JOANNA'S FOOD: family cooking, from scratch, every day

Monday, May 16, 2005

Some basic rules

I made this rule sheet a couple of weeks ago, and, as I was writing it, became aware that we have been backsliding. So we've got sterner recently. But the idea of using strict rules for home eating is that then, when we're out, we don't have to fuss if we can't follow the diet. It's a way of life, so it needs to incorporate the occasional treat (thank you Isabel E for introducing us to the Artisan du Chocolat), the occasional lapse.

What the sheet below doesn't say is that processed food should be a no-no. Once you start reading the labels, you quickly realise that, however fancily they package it, processed food contains high levels of fat (mostly saturated), salt and sugar. These are all things to avoid. So you need to know how much of them you are actually eating - which means putting them in yourself. Or not.

I was given a really good piece of advice by a nurse in the cardiac department of the Ninewells Hospital in Dundee: don't think about what you're taking out of your diet, think about what you're putting in. So we started by concentrating on putting in the seven portions of fruit and veg (now I'm told it should be nine!), which naturally limits the amount of other things you can eat. And because cheese is largely off limits, I started to develop other ideas for flavourings to add when I would have added cheese. I'll post something in a day or two about the way I've tackled that problem (I think it's been our biggest problem, because we used to eat quite a lot of cheese without really noticing the totals).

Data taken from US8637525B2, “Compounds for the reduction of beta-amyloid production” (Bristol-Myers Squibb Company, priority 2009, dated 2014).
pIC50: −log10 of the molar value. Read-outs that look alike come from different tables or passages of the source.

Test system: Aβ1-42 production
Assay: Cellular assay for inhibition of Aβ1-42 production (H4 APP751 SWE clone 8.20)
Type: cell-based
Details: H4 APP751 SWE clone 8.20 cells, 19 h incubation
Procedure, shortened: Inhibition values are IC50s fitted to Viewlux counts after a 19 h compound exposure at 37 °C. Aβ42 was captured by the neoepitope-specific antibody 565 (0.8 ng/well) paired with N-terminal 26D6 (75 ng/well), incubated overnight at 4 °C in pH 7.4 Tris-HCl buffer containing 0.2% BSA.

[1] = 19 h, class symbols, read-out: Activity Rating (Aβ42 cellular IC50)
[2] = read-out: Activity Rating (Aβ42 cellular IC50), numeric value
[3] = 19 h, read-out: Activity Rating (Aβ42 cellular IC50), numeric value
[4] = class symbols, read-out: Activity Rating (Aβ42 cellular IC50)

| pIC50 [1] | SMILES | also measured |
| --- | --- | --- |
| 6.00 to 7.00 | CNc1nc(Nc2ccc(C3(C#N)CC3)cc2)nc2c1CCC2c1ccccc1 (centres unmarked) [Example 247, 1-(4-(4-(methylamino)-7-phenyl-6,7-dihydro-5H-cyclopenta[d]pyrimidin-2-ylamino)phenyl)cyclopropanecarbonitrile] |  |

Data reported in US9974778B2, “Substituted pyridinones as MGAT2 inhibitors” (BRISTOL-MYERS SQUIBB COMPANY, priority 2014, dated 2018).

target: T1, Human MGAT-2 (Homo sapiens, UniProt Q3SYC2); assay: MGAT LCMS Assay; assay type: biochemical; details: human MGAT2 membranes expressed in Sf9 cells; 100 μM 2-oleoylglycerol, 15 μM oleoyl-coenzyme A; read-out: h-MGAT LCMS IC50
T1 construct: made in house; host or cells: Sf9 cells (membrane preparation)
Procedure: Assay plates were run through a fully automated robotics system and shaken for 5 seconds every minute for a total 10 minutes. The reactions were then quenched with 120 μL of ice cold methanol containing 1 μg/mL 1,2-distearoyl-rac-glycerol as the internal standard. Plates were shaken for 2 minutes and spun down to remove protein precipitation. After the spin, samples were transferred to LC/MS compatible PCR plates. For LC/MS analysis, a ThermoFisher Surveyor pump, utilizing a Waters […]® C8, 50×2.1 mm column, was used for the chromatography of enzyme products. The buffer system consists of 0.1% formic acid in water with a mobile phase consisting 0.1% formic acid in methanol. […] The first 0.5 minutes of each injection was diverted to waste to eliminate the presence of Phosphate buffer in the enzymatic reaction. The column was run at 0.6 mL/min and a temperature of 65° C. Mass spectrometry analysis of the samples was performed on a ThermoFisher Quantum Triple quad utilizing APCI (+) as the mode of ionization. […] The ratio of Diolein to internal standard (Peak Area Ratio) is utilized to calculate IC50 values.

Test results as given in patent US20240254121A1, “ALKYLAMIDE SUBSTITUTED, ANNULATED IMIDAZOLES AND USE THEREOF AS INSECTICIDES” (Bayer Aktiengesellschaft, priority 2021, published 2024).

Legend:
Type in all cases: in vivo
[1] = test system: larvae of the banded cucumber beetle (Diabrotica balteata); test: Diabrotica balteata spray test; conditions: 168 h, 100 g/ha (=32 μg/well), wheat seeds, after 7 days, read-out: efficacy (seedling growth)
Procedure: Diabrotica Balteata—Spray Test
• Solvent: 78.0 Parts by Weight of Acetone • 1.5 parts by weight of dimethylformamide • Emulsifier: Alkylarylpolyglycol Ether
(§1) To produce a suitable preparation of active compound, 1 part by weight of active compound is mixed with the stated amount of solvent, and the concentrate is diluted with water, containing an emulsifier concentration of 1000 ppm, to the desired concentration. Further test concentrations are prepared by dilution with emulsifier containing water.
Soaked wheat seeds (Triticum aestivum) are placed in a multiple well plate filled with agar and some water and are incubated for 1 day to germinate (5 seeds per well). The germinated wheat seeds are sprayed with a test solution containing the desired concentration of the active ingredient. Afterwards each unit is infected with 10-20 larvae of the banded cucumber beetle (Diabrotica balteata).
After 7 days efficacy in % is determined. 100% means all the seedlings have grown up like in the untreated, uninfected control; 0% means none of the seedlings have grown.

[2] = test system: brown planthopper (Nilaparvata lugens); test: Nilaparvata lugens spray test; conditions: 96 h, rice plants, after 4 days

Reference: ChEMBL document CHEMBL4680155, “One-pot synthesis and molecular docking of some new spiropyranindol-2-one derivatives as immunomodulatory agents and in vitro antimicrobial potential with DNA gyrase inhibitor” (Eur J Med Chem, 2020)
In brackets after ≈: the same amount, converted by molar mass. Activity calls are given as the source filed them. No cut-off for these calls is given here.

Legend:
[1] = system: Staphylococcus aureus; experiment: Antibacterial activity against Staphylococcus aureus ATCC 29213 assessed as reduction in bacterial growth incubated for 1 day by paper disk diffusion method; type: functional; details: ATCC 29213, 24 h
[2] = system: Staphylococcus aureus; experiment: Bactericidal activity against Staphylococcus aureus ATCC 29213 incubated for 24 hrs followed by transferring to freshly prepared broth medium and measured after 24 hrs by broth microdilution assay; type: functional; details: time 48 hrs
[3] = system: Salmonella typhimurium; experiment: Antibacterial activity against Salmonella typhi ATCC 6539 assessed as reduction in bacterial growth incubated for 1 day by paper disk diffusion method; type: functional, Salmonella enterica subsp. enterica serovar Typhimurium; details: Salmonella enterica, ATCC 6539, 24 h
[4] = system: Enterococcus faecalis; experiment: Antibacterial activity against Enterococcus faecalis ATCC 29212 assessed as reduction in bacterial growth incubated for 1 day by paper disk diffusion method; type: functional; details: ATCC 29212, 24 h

* Do not think of what you are taking out of your diet, think of what you are putting in.
* Aim to eat seven portions of fruit and veg a day (this is the most important rule – if you’re only going to make one change, this should be the one).
* Eat more fish.
* Meat: twice a week max, and no more than the size of a cigarette packet at once (also cut away all visible fat). Never eat chicken skin.
* Cheese: once a week max, and no more than the size of a matchbox at once.
* Eggs: 2-3 a week (but as much egg white as you like, which means you can adapt lots of recipes which call for eggs).
* Butter, cream: never! Use olive oil instead. And fat free fromage frais.
* Pudding, if any, should almost always be fruit (fresh or cooked).
* A little black chocolate once or twice a week is fine; nuts &/or dried fruit are good to nibble on.


* Legumes: all kinds – green beans, baked beans, chickpeas, lentils etc
* Cabbage family – not just broccoli, but also Brussels sprouts, chard, rocket, cauliflower, watercress, kale, turnips, all kinds of greens
* Cereals: oats, wheatgerm, ground flaxseed, brown/wild rice, barley, wheat, buckwheat, rye, millet, bulgur wheat, spelt, couscous, etc
* Oranges, lemons, tangerines, limes, and grapefruit, unless you’re on statins, in which case never. It shouldn’t all be in the form of juice, as part of the goodness is in the fibre. The zest is good, too
* Pumpkin: also carrots, butternut squash, sweet potatoes and orange peppers
* Salmon, also halibut, tinned tuna, sardines, herring, trout, sea bass, oysters, clams
* Spinach: also kale, spring greens, pak choi, Romaine lettuce
* Tea: black tea is fine
* Tomatoes: also watermelon, papaya, guava
* Skinless chicken/turkey breast